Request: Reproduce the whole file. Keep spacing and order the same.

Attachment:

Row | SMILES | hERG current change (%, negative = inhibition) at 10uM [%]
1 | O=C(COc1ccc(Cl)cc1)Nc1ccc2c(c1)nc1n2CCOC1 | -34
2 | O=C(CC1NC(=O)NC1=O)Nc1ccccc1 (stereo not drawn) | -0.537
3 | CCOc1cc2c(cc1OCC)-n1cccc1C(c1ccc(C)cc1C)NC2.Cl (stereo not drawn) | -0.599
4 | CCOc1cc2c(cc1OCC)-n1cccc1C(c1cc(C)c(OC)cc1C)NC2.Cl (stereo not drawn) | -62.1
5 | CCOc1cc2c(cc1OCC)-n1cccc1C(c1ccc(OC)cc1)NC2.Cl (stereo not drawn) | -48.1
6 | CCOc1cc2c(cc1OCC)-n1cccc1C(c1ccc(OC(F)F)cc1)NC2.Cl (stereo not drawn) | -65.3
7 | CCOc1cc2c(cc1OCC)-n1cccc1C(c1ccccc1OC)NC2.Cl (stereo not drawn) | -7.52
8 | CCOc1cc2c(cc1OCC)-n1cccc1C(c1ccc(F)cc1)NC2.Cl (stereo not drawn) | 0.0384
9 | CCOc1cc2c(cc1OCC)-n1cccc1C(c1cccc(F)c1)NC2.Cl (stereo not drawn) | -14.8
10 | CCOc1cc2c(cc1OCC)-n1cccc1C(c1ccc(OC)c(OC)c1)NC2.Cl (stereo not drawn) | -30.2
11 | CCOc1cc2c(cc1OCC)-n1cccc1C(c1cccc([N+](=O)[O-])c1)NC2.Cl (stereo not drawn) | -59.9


Row | SMILES | hERG current change (%, negative = inhibition) at 10uM [%]
1 | O=C(COc1ccc(Cl)cc1)Nc1ccc2c(c1)nc1n2CCOC1 | -34
2 | O=C(CC1NC(=O)NC1=O)Nc1ccccc1 (stereo not drawn) | -0.537
3 | CCOc1cc2c(cc1OCC)-n1cccc1C(c1ccc(C)cc1C)NC2.Cl (stereo not drawn) | -0.599
4 | CCOc1cc2c(cc1OCC)-n1cccc1C(c1cc(C)c(OC)cc1C)NC2.Cl (stereo not drawn) | -62.1
5 | CCOc1cc2c(cc1OCC)-n1cccc1C(c1ccc(OC)cc1)NC2.Cl (stereo not drawn) | -48.1
6 | CCOc1cc2c(cc1OCC)-n1cccc1C(c1ccc(OC(F)F)cc1)NC2.Cl (stereo not drawn) | -65.3
7 | CCOc1cc2c(cc1OCC)-n1cccc1C(c1ccccc1OC)NC2.Cl (stereo not drawn) | -7.52
8 | CCOc1cc2c(cc1OCC)-n1cccc1C(c1ccc(F)cc1)NC2.Cl (stereo not drawn) | 0.0384
9 | CCOc1cc2c(cc1OCC)-n1cccc1C(c1cccc(F)c1)NC2.Cl (stereo not drawn) | -14.8
10 | CCOc1cc2c(cc1OCC)-n1cccc1C(c1ccc(OC)c(OC)c1)NC2.Cl (stereo not drawn) | -30.2
11 | CCOc1cc2c(cc1OCC)-n1cccc1C(c1cccc([N+](=O)[O-])c1)NC2.Cl (stereo not drawn) | -59.9